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User Research in the Post-Covid World (UserWeekly01)

Jan Ahrend
Jan Ahrend
9 min read
User Research in the Post-Covid World (UserWeekly01)

USERWEEKLY is your weekly email to understanding what is happening in user research. It's the best way to keep up on trends, methodologies and insights across the industry. Each week I go through 1k+ articles from mainstream media to small blogs to capture the pulse of our community and answer a simple question: What mattered in User Research this week? Subscribe.

When I was asked to work from home for the first time last March, I made a bet with colleagues on when we would return to the office. I said September, others April and July. We all meant 2020. No one could foresee how long the pandemic would have us work from home and how it would change how we work and live. Not only did the way I communicate and collaborate with co-workers change (and I think largely for the better) but also how I do research. And while we all have settled on a new modus operandi for now, new return-to-office plans will soon roll out in many companies. Many of us wonder:

How will User Research evolve in the Post-COVID world?

Here are the 3 opportunities for the next 12 months I'm most excited about:
1. The need for speed accelerates research innovation.
The rapid shift to work from home and the new work and life order have put more pressure on product teams to understand the quickly changing needs of their users. And their needs won't stop changing this rapidly anytime soon. Insights from today may not be relevant anymore tomorrow. Practices and attitudes may change once people go fully or partly back to the office and socialize in person again. Tools, processes, and people will configure and re-configure themselves as they align on the next new normal. As a result, research will (need to) continue to mature at an accelerated pace. Research processes, tools and teams will become more efficient and goal-oriented as a result.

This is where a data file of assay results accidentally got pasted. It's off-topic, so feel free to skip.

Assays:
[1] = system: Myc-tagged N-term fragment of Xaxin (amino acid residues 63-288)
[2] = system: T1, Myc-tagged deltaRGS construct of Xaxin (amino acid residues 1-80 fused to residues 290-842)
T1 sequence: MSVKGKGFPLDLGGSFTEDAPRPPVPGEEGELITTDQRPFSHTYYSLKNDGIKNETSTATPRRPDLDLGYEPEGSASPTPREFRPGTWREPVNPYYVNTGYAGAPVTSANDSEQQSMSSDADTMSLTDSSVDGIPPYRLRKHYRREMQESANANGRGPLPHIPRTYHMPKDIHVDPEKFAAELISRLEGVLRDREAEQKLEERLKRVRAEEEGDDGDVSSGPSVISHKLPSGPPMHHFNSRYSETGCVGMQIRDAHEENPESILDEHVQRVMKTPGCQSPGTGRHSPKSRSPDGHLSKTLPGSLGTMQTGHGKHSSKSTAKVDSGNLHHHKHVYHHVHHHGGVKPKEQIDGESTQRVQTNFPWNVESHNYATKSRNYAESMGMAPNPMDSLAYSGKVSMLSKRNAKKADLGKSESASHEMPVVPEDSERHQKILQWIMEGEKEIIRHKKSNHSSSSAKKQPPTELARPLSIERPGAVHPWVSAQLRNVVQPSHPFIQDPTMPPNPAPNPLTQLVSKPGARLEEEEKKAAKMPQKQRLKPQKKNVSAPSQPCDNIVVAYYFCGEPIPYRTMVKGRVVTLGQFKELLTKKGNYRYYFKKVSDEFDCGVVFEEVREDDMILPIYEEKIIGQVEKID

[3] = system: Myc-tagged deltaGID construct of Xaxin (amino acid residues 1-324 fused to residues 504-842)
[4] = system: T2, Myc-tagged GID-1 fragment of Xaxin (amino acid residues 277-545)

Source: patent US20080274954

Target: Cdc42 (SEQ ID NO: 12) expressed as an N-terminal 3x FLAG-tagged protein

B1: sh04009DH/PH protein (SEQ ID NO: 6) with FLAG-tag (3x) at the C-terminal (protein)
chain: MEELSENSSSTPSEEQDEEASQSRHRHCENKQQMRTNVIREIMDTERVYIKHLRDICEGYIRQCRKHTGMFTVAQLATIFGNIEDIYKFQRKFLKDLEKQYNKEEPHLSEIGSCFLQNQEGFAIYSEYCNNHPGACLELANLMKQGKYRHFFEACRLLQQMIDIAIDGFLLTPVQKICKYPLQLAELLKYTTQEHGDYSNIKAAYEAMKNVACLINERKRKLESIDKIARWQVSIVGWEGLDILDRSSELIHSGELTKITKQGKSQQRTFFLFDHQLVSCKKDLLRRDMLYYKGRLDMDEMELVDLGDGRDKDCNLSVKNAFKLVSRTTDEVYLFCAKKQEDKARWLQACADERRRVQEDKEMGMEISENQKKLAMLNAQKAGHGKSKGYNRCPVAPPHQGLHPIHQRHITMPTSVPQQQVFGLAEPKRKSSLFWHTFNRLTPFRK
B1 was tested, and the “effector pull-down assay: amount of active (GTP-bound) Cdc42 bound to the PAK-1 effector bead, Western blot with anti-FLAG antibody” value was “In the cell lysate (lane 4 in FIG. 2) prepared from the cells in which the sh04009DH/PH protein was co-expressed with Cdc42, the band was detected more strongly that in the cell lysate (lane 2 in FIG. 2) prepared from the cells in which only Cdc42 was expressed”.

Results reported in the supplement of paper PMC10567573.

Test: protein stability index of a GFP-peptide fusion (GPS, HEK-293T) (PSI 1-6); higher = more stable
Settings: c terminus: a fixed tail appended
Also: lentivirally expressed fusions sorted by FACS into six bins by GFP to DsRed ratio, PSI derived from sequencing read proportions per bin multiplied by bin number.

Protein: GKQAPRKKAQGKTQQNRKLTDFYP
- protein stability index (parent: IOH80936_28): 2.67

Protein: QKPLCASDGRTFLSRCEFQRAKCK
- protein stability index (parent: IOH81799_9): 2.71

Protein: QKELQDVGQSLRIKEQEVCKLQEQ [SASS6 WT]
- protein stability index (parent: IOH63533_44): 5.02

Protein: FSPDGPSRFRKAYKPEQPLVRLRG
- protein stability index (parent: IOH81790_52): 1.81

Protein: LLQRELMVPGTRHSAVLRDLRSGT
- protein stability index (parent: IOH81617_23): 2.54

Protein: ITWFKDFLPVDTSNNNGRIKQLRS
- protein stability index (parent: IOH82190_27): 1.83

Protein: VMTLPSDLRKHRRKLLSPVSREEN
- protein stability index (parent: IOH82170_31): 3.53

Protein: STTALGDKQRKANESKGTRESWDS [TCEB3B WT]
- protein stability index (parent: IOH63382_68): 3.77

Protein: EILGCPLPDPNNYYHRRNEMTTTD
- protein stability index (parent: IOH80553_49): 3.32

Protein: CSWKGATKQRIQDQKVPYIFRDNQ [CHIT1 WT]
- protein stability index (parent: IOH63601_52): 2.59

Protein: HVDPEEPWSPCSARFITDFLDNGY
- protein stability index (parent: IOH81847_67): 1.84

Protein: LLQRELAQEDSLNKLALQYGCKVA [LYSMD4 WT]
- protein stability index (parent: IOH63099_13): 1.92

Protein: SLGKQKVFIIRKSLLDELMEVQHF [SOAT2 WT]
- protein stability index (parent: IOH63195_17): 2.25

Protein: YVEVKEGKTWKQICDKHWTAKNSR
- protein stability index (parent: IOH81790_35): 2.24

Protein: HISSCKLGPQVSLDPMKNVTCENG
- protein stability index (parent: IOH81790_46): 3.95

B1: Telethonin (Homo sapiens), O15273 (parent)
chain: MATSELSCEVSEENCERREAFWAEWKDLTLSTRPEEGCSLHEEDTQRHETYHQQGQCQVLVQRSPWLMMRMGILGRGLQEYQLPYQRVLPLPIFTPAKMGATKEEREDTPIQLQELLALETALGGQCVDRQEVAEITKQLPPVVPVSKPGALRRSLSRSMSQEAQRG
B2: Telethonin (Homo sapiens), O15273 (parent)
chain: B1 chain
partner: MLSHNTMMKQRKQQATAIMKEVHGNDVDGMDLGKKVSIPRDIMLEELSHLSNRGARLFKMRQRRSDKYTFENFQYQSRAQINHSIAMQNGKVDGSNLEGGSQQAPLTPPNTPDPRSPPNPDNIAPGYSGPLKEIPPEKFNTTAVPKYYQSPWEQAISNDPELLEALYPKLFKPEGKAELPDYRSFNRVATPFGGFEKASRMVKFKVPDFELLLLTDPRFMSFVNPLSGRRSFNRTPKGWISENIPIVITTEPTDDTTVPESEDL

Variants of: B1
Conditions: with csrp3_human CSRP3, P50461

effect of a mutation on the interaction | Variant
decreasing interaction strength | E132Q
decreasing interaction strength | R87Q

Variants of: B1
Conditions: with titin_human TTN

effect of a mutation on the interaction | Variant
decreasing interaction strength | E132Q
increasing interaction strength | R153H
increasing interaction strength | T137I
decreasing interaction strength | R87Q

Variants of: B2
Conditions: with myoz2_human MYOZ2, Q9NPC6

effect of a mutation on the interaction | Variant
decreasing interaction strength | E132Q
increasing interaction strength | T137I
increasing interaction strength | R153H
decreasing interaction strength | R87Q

2. More appreciation for uncertainties that Research can help to reduce
We humans are notoriously bad at predicting the future. To anticipate futures we largely rely on the past. What we can learn from past pandemics like the Spanish Flu is not really applicable to today's society anymore. Our ability to anticipate behavior and attitudes (Who are our users? What do they need? How will users use it?..) from experience is less relevant than before. My hope is that this will help stakeholders realize the need for research. And that ideas, visions, and plans are hypothesis that need to be evaluated, early and often.

3. Research as a Strategic Leader
The more change there is, there more (business) opportunities arise. Businesses fear missing out on opportunitites and being late to market. In addition to the speed and uncertainty, teams will rely more on research to uncover and predict needs more so than before. This competitive pressure will help us strengthen Research's position as a strategic leader and partner. Bottom-up insights (vs. top-down visions alone) will lead the way.